Meet David Ayres: Toronto Marlies’ ‘zamboni’ goalie

Jonathan Bernier made 22 saves for the shutout as the Toronto Marlies defeated the Rochester Americans.

The so-called zamboni driver who served as a backup goaltender to Jonathan Bernier and the Toronto Marlies last Friday is not just a zamboni driver.

And he’s no stranger to the Marlies either.

David Ayres, the Mattamy Athletic Centre’s building operations manager, has a history with the team that made the unusual call-up less than surprising. At least to those who know him.

“I’ve been practicing with the Marlies for three years now,” Ayres told Sportsnet earlier this week. “I’ve been on the ice with injured players, healthy scratches. I practiced with the black aces every single day three years ago. I’ve been in full team practices when goalies get called up (to the Leafs) or get injured. I know a lot of guys on the team and they used to tease me, ‘You practice all the time, but you’re never going to get into a game.’

“The equipment guys would tease me too, saying that the opposing team’s goalie is sick and that I was set to play that day,” he said. “So when they did call me on Friday, I didn’t believe it. Will, the assistant equipment manager called and then handed it off to Chris, the head equipment manager and I told them I wasn’t getting out of bed, where I actually was. Finally, Kyle Dubas got on the phone and said, ‘No Dave, we’re not joking. Throw your gear in the truck and get rolling.’”

An injury to James Reimer meant that Antoine Bibeau had to be called up from the Marlies, leaving a hole on the bench that needed to be filled. Bernier, meanwhile, was on a conditioning stint after a string of poor performances with the Leafs and a personal 0-8-1 start to the season.

Ayres grew up a goaltender, as did his father Bob and brother Chris. He played rep hockey in Whitby growing up and even attended a couple of junior camps. Then, as happens to countless others, he got burnt out on playing and moved on.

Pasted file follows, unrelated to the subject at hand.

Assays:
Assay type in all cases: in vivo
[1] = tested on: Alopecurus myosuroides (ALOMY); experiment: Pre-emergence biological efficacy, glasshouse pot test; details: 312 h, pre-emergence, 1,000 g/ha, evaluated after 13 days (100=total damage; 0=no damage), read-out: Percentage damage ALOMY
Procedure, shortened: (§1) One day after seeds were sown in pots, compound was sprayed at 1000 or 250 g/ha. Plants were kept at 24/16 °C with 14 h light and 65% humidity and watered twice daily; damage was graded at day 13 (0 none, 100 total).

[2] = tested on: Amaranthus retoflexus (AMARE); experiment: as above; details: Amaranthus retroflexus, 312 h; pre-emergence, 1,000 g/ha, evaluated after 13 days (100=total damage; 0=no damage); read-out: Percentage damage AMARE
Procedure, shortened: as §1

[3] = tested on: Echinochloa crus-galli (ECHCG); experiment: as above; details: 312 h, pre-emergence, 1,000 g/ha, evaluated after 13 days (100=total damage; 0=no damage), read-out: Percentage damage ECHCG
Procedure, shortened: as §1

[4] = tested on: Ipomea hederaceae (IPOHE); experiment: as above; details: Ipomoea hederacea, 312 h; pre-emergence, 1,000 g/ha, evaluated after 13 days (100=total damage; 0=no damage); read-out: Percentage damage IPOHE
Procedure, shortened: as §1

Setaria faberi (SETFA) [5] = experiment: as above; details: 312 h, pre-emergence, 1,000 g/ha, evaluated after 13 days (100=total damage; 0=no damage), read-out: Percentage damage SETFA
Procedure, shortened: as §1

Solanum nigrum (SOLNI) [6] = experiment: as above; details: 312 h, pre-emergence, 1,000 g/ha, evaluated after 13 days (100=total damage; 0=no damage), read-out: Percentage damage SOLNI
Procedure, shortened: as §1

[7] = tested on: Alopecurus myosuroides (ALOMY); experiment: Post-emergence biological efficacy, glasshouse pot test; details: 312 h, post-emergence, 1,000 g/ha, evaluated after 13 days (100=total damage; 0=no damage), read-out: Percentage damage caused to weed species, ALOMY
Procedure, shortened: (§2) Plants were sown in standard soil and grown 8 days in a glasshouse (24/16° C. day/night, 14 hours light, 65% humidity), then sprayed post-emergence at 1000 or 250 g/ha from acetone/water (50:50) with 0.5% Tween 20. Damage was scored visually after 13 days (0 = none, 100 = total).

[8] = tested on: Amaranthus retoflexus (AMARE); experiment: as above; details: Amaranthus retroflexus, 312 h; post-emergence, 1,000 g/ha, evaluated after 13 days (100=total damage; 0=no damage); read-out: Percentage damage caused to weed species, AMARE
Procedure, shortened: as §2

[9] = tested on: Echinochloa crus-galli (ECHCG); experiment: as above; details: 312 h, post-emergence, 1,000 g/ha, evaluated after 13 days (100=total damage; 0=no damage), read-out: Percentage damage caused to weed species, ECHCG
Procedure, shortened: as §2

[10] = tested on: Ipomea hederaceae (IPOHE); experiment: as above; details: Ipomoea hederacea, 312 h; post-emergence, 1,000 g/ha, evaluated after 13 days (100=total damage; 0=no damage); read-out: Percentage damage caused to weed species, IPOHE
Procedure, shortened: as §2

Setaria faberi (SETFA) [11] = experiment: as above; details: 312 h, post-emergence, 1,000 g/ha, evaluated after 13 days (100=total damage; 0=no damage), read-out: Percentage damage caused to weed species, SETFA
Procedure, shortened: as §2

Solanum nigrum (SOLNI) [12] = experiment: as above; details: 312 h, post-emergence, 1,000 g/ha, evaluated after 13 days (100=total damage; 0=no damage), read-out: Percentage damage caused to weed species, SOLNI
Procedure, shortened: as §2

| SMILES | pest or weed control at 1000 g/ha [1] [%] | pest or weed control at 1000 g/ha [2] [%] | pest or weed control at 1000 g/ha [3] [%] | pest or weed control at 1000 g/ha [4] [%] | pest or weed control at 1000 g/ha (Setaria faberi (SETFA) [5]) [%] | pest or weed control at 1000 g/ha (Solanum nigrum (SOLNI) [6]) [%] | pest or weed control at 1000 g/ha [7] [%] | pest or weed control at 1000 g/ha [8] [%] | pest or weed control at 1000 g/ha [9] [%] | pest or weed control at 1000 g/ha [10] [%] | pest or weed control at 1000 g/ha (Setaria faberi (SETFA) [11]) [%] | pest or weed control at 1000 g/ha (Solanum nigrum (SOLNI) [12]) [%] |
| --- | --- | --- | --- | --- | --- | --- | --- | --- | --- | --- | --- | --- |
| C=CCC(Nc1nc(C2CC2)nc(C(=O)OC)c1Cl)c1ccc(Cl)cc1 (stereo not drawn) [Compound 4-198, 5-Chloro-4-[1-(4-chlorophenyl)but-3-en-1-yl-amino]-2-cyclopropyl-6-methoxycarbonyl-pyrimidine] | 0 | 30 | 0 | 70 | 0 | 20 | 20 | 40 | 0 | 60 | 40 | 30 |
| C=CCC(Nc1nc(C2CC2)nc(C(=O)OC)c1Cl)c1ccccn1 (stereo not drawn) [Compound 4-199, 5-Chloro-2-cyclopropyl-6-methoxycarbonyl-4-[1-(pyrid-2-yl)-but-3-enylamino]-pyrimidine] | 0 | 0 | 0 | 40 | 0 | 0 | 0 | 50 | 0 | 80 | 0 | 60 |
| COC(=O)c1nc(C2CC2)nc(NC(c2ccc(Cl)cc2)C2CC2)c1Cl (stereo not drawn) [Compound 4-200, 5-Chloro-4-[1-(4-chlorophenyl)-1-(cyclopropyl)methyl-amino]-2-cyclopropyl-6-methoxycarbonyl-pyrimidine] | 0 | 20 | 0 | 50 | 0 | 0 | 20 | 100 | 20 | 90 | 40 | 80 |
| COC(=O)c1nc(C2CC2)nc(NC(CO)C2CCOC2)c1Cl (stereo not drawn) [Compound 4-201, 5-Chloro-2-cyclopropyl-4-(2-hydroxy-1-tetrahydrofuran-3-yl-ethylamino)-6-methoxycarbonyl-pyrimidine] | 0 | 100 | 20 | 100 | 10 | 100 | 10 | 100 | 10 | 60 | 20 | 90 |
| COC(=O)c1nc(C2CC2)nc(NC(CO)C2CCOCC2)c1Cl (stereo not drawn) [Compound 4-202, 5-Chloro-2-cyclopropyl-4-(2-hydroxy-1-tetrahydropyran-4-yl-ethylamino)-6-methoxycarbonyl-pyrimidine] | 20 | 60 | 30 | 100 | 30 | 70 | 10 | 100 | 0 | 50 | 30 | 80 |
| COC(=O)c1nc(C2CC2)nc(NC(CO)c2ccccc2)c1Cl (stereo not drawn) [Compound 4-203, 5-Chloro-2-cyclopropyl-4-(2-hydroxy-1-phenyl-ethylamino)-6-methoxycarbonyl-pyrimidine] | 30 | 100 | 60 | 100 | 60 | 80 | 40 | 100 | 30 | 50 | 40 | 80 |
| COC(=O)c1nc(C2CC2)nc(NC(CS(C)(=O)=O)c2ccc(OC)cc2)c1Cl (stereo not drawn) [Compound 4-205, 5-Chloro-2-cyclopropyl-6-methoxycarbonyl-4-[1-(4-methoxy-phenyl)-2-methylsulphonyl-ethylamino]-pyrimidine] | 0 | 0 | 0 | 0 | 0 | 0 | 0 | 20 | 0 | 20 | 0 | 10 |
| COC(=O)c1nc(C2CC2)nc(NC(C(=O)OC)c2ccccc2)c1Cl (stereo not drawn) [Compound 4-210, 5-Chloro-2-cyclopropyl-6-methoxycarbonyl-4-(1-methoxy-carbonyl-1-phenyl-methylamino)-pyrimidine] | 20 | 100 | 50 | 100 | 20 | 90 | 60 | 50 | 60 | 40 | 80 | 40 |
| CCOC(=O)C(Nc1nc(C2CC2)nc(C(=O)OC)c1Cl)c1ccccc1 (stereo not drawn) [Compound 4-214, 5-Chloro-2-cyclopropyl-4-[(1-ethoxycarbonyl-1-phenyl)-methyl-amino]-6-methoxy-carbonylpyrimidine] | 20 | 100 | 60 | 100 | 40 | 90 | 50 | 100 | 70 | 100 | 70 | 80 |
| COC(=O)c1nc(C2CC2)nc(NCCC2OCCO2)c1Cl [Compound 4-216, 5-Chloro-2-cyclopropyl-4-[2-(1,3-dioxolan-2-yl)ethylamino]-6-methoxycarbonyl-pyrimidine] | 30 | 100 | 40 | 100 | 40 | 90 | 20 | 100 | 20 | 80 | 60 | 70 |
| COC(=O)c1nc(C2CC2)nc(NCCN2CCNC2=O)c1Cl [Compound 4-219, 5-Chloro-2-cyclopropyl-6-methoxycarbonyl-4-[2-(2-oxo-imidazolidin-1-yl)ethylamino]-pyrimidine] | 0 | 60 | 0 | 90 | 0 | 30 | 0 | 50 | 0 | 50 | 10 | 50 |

On the way to the rink in Rochester, Ayres only had time to call his brother to give him the news. He lost his father two months ago and said he had always told David that he would get his chance one day. David dealt with a kidney transplant earlier in his life and later two bouts with skin cancer.

“When I walked into the dressing room, the guys were like, ‘Finally! You get your chance!’” Ayres said.


Despite all the pressure on Bernier, who was dealing with a demotion, Ayres still found the struggling goalie happy to share the room and his crease with the 38-year-old.

“It was even better to back up Bernier, he was such a nice guy who welcomed me with open arms,” he said. “Bernier told me, ‘It’s so cool you get this chance. Plus, it takes a little pressure off me!’

“I’ve been on the ice maybe 100 times with these guys but as soon as I stepped out into warmup, I started to feel a bit shaky,” said Ayres. “It wasn’t a big deal, but I just got nervous. I know where these guys like to shoot but I kinda froze just a little.”


Bernier would finish with a shutout in his Marlies debut and he recorded a second straight shutout two nights later.

“To watch Bernier play was just awesome,” said Ayres. “He was so relaxed and was having so much fun that day. You could see his confidence growing during the game. He’s very vocal with the guys on the ice and they loved that. It helps the younger kids when he tells them where to go. During TV timeouts, he would come to the bench and tell guys to drop back further or curl over here and they would. You’d see it progress during the game.”

Ayres felt the urge to actually appear in the game, but only under the right circumstances.

“I wasn’t feeling great the day of the game so when I was in warmup, I was taking some deeps breaths,” he said. “Then Bernier got hit in the throat in the first period when the puck came up under his mask. I was like, ‘Here we go.’ In the second period he took a puck of the face and it knocked his mask off. I was thinking I’d like to go in, but was hoping Bernier wouldn’t get seriously hurt.”

Ayres said he will have his game stick signed by the team which he will hang on the wall of his father’s room in their house.

“He used to say to me, ‘Trust me, you’re going to get into a game some day,’” said Ayres.

With so much movement among Leafs and Marlies goaltenders, Ayres may have to consider making this more than a part-time gig.

“I said to Kyle Dubas, ‘Thanks for the once-in-a-lifetime opportunity,’ and he said, ‘You never know man. If we’re in a crunch again, I’m gonna give you a call.’ If for some strange reason it does, I would jump all over it.'”

Photos courtesy: Micheline Veluvolu/Rochester Americans

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